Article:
You have looked forward to this trip for months. You packed like a pro, the travel to your destination went off without a hitch and everyone loves the accommodations you booked. You are off to the start of the best vacation ever – except there’s one problem. It’s three A.M. and you are still staring at the alarm clock. With a big day planned ahead, you desperately need your sleep, yet here you are – wide awake without a “Z” in sight. It seems you’ve found yourself in the clutches of travel insomnia.
You are not the only one. Travel insomnia actually affects more travelers than you probably realize. The problem is usually short-lived, but it can throw a monkey wrench into your vacation plans. Disruption in sleep patterns, a change in environment, and even physiology can lead to travel insomnia. While there might be certain things about travel that you can’t control, there are some helpful hints that may help you sleep better while you are away from your own comfy bed.
If you are traveling to a different time zone, try this easy trick. Three days before your trip, begin moving your bedtime an hour earlier (or later, depending on your travel) than normal. Add or subtract another hour on the second day and a third hour on the third day. As a rule of thumb, it takes one day per time zone for your body to adjust.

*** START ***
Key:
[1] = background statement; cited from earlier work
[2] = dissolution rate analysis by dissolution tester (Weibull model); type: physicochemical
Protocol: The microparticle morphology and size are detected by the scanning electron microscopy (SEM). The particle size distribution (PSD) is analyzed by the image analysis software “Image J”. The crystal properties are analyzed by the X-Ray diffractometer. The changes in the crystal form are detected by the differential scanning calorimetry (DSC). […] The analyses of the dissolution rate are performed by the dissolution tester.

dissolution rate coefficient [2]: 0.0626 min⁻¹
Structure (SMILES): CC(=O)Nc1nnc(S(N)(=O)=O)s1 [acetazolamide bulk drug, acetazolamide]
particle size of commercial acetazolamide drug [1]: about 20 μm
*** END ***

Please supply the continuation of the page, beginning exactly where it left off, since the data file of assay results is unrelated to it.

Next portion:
Packing items like sleep masks, earplugs, and a warm blanket are things that can help you block out lights and noises, as well as control the temperature and fight travel insomnia. If you are used to white noise, consider bringing along a sound machine that plays a variety of relaxing white noise options. Of course, don’t forget some comfy pajamas.
You may be on vacation, but knocking back a number of drinks or having extra cups of coffee can definitely throw your body off its normal track. Try to stay within a reasonable limit so that your body can rest when it needs to.
It’s important to eat a balanced diet while traveling and avoid heavy meals. It may be tempting to grab a candy bar and a soda and the airport stand, but it can affect your sleep later on. It’s best to eat plenty of fruits and vegetables and drink lots of water to stay hydrated.
Try to stay away from too much screen tie, especially at night. The blue light from phones, laptops, and TV screens can signal the brain to stay away. As a rule of thumb, stay away from the screens an hour or more before you are ready to sleep.
Working on the bed can confuse the brain, associating the bed with other things than going to sleep. If you must work in your hotel room, try working at a chair or desk and leave the bed for sleeping.
Not all hotel rooms are created equal when it comes to noise levels. Some rooms can be quite noisy if they are located near elevators, pools, or public spaces. Always ask for a room away from these areas whenever possible.
If you sleep on the right side of the bed, stay on the right side. If you normally lay down at eleven P.M. stay on that schedule. Everything you do at home, try to recreate when traveling. Of course, this may not always be possible, but the more you stay in your normal routine, the more your body will keep to its normal sleep patterns.
There is enough to think about when traveling, but worrying about getting a good night’s sleep shouldn’t be one of them. Follow the above tips for better sleep, a refreshed body, and a clear mind – so you can enjoy your waking hours that much more.